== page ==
My view of this mini-movie has evolved since childhood: somehow, the sleaziness of wanting your 17 year old daughter to star in a puerile fetishization of lesbianism only became apparent to me over time. (Here’s looking at you, Steven Tyler). As a child, I missed the implied lust in this 6 minute jaunt-around-town. Little me chose to just see ‘Aerosmith chick’ Alicia Silverstone breaking free from the oppressive school regime alongside her fun-loving pal, and longed to be a part of their world.
First stop on the mini road trip? Steal numerous sunglasses from a petrol station while an indifferent shop worker aids your thievery. 1993/4 was a renaissance period for Aerosmith, enabling the Toxic Twins: Steven Tyler and Joe Perry, to rake in dollars like it was still Ye Olden Days. However time is cruel and this era could now be considered retro, while viewers wonder why the pair would steal in front of CCTV so brazenly. Sike! Not every shop had CCTV cameras in the 20th century; the only lens they were performing for was the male gaze. *Mic drop*
But whatever, it still looks like a party to me! A photobooth, androgyny on Silverstone’s part, and the expert pranking of a semi-naked farmer; a portrait of reckless youth. When I was a young’un, music videos were only shown at random on the TV, and therefore my emotional attachment to this tale of two runaways grew stronger for every hour I sat in waiting. Other entertaining events unfold, including a pole-dancing Liv Tyler mimicking the Aerosmith front man perfectly because he is literally her dad. There’s also some skinny-dipping in a lake – shedding our protagonists of all that 90s denim. After the fun is had, ‘Crazy’ is furrowed into a field by farmer boy’s driver-less tractor as the girls ignore a hitchhiker in pursuit of more adventure. Badasses’ with top banter, before anyone used that word in earnest. Oh, what happy days they were. Proceed to the video link below:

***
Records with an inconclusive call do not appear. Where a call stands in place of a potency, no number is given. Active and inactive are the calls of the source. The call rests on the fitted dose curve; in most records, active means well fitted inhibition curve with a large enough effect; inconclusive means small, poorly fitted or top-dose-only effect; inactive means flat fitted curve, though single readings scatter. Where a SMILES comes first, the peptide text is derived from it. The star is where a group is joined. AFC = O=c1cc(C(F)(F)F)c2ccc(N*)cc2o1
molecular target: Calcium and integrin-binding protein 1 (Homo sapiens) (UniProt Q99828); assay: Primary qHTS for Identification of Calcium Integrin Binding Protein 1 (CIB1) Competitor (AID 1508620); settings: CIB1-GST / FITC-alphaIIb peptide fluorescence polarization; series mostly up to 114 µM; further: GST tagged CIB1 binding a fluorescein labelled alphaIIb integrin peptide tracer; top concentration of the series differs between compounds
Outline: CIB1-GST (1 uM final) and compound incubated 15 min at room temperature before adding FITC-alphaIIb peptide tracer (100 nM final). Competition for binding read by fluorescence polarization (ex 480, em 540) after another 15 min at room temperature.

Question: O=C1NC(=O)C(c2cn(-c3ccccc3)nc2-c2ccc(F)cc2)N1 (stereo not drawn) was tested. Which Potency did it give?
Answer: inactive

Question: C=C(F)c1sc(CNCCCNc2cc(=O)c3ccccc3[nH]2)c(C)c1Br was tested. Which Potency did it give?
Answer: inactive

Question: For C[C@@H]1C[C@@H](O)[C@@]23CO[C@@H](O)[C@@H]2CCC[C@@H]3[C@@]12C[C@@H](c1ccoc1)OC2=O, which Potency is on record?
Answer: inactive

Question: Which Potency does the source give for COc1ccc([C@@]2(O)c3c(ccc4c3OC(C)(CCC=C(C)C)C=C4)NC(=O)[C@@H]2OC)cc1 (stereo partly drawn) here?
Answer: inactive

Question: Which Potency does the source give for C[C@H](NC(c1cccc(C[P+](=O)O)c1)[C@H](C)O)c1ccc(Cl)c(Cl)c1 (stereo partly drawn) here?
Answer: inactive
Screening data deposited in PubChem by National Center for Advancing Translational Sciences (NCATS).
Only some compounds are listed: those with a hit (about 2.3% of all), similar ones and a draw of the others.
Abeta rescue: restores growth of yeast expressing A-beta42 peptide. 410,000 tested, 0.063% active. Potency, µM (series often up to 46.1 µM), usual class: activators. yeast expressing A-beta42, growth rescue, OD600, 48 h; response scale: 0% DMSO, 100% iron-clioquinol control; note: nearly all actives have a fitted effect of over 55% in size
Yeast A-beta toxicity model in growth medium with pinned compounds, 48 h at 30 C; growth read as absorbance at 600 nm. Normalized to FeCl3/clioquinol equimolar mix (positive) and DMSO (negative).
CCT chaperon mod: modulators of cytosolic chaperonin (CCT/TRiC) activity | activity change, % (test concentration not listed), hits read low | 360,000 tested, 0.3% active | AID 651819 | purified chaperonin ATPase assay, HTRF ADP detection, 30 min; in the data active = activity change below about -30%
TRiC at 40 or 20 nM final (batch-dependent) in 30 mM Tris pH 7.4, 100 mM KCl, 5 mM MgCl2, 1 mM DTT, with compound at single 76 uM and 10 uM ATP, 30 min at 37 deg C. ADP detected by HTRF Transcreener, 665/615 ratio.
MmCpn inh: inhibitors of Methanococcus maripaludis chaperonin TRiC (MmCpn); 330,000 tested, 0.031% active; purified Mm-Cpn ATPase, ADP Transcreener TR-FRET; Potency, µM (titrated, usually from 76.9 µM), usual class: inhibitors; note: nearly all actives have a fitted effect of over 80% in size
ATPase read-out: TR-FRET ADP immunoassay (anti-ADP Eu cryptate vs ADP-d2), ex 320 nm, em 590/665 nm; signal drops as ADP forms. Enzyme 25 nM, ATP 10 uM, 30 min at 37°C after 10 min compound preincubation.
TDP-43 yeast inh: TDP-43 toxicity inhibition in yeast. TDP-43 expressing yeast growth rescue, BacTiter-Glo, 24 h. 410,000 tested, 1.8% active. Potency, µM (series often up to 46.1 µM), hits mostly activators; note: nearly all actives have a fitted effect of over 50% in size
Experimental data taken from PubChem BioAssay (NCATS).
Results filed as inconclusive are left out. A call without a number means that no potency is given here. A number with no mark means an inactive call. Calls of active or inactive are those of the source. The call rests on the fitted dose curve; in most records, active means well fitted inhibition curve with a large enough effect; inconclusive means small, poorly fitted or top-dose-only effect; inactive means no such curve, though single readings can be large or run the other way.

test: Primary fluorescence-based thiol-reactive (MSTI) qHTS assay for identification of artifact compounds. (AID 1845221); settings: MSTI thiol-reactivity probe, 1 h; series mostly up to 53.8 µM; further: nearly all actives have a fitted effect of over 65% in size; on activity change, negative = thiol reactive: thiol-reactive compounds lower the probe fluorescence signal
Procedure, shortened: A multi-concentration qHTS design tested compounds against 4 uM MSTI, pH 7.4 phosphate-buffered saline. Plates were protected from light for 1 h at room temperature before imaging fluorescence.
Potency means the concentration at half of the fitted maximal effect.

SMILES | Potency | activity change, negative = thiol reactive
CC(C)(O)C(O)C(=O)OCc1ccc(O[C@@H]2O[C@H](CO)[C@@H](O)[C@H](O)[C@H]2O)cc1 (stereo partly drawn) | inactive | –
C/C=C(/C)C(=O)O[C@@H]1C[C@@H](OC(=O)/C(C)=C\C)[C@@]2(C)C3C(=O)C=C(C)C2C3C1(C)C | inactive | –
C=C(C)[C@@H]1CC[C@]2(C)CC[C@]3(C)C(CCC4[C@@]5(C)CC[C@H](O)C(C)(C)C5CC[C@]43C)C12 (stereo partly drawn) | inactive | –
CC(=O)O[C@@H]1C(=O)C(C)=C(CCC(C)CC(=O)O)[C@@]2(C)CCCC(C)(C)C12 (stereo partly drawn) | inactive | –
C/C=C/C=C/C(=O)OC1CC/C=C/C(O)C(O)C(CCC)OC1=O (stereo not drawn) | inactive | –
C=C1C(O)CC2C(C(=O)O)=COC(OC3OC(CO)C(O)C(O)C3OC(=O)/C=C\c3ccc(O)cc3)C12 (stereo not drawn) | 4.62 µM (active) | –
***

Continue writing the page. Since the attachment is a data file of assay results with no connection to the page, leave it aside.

I’ve juggled many activities to occupy my time since graduating from University. Earlier this year, I decided to utilise my fervent desire to help others by taking a Teaching Assistant position in a high school.
Akin to most support staff, my initial preference was potato-printing with 5 five year olds and talking favourite One Direction members with Year 6’s (previously Zayn, now Harry). Before long however, my recruitment agency intervened to elect me as crowd control and GCSE support to the teens of today; a position in which you are constantly reminded of how quickly youth escapes you, as you are surrounded by people who think anybody 20+ is old.
Fortunately, most teenagers are manageable and the newly-built school is so modern and business-like, (cabinets of laptops for every classroom?!) it bares little resemblance to my own adolescent experience. A hardcore ‘Smiths fan at age 13, school was not my happy place. I was the kind of kid who persistently asked why institutions restrict individual expression and how a maths formula will be useful in the real world?!?! In other words I was a barrel of laughs, yet ‘always a pleasure to teach’. In a pattern familiar to prior generations, I have since learned to feign apathy towards the irrational expectations put upon you in life and thus get on with it.
Women and Self-love
An obvious perk of working with children is your newfound ability to help with their emotional development. Teenage girls are most likely to experience a sudden identity crisis and low self worth – fueled by the pressures of gender discrimination and learned self-objectification. As an adult who only overcame such hurdles after many years of self-taught self-love, the prospect of debugging the Myth of Woman was a big motivation for returning to the dreaded school gates.
My agency gave me the necessary details: arrive early, smart dress code. Conveniently, my wardrobe is full of suit jackets and the only two beauty products I use regularly are mascara and Vaseline. Despite being a tiny 5 “1 (and a half) I ditched my trusty high heels as well. Practicality had finally won; I looked the part of ‘normal person doing a job’.